Timo Scheider’s DTM column: “DTM with Räikkönen and Hülkenberg – that would be awesome”
The DTM is holding its ninth and final race weekend of the season at Hockenheim (racing Saturday and Sunday, live on SAT.1 at 1.00 pm). In his column, ranDTM pundit Timo Scheider writes about the arrival of Japanese guests, famous names in the DTM and the future of the series.
Dear motorsport friends and DTM fans,
It seems like only yesterday that I was busy writing my first DTM column for the start of the new season. Time flies, the final round will be happening this weekend, and it’s going to be mega. The championship has already been decided. René Rast deserved to win, but nevertheless, Hockenheim will still be a season highlight (racing Saturday and Sunday, live on SAT.1 at 1.00 pm).
And here’s the reason why, no less than six different brands will be in the Hockenheim line-up, as Honda, Nissan and Lexus are fielding cars from the Japanese Super GT as guest entrants. It’s great that after all these years of talking about becoming more international, something has finally been done and we’ll get to see it. This has to be a positive development, there’s no doubt about that.
Kimi would be amazing
And then Jenson Button, an ex-Formula 1 World Champion, will also be in the line-up. The media have been shouting long and hard for years that we need drivers, warts and all, who think for themselves. Names and guys like Button can only be good for the DTM, because people with more experience and success, who have a bigger name mean more to everyone and that automatically makes things more entertaining.
For example, I think Kimi Räikkönen would be amazing, or even Nico Hülkenberg, who is being moved on out of Formula 1. I think he would do just great, for sure! Robert Kubica has also come onto the market just recently. As far as names go, he would have little or no bearing on the DTM, as he’s struggled a little out on the Formula 1 track. He is not the sort to improve the quality of the championship.
But things in the DTM are going well. Through his thrusting race performance, Rast has increased in self-confidence, has enhanced his reputation and attracted interest from outside of the series, which can also turn you into an icon. He has found a way of marketing himself. He has set the benchmark in the sport, shaping the DTM both as a driver and person. Things for him are going amazingly well. If he can just continue in the same vein a little bit, then he’ll definitely set one or two records.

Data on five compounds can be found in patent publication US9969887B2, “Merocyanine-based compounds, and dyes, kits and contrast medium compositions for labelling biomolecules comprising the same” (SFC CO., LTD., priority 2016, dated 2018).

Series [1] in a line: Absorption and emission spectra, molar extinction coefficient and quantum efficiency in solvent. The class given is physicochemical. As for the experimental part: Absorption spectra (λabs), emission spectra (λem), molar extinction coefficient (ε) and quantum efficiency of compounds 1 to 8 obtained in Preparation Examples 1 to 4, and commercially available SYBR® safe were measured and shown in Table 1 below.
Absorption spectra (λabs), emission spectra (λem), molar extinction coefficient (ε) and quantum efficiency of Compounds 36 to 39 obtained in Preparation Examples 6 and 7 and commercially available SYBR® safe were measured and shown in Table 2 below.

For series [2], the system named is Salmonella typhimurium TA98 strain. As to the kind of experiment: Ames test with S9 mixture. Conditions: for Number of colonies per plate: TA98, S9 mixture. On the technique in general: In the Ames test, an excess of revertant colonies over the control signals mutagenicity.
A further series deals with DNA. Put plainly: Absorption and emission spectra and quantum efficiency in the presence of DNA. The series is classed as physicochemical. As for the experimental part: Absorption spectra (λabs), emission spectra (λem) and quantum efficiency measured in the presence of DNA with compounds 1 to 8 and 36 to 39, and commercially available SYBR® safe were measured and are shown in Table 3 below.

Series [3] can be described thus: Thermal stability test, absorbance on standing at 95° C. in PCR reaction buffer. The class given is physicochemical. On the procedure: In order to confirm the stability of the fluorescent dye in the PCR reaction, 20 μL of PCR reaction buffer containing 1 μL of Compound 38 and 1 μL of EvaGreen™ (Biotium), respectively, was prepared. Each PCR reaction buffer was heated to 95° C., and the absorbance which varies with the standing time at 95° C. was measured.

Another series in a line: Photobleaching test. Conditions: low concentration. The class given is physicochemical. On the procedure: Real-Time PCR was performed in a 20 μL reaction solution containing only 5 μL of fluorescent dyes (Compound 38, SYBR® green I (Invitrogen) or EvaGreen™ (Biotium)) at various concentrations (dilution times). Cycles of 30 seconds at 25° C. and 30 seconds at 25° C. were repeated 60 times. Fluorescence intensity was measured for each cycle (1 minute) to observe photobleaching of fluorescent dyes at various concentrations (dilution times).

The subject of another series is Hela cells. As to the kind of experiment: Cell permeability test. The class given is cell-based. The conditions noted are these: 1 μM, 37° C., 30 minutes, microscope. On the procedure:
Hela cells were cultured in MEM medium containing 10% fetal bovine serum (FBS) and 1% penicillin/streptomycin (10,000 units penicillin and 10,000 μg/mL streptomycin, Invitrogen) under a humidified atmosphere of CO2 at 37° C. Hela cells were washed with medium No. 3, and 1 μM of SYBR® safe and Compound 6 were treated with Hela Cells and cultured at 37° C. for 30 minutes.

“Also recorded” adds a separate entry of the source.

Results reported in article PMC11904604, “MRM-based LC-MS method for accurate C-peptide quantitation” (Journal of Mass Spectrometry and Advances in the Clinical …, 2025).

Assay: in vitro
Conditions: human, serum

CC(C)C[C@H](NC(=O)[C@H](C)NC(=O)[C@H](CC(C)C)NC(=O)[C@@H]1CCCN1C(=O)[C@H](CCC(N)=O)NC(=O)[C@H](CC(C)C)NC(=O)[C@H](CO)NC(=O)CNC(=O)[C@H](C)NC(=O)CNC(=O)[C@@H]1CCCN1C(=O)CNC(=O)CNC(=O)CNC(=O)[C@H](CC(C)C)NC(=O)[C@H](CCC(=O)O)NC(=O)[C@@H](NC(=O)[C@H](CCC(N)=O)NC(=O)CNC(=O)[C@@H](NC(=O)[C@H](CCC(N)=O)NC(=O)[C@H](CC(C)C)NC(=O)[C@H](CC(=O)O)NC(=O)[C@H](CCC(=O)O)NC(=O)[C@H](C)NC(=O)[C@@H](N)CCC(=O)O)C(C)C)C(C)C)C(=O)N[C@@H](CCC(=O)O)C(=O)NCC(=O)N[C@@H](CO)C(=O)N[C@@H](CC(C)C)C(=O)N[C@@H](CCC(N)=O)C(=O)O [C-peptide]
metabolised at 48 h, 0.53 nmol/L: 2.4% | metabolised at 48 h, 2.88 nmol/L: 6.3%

Speaking of the future, what impact will Super GT’s presence this weekend and the DTM’s return visit to Fuji in November have on the DTM’s future? I wouldn’t really like to say at the moment even though I can see that guest appearances might work.
But whether making the series more international and having more events abroad as a result is the right thing to do and whether all the venues are attractive enough – we’ll see.
I can perhaps understand it from a manufacturer’s point of view, but as regards the fans, I remain sceptical. It’s different and maybe even opens up new possibilities.
To my mind, the roots of the DTM are German and should remain so. That should also continue to be reflected in the name which is about to change and become more international. I do not believe that changing the name will have any influence on markets or manufacturers. DTM history is so big and strong that these three letters are an integral part of it.
On voyage of discovery
The DTM is currently on a voyage of discovery. We’ve seen plenty of good races, a good product that can stand improvement in places. It’s an ongoing process, not an easy one and is risky, because car manufacturers currently have other concerns, which makes it difficult to attract new blood to the series, since going electric is at the top of the agenda. The DTM will not be able to duck the issue either, because you have to move with the times.
With all these thoughts in mind, have fun at Hockenheim or with ran racing on SAT.1.
Yours, Timo Scheider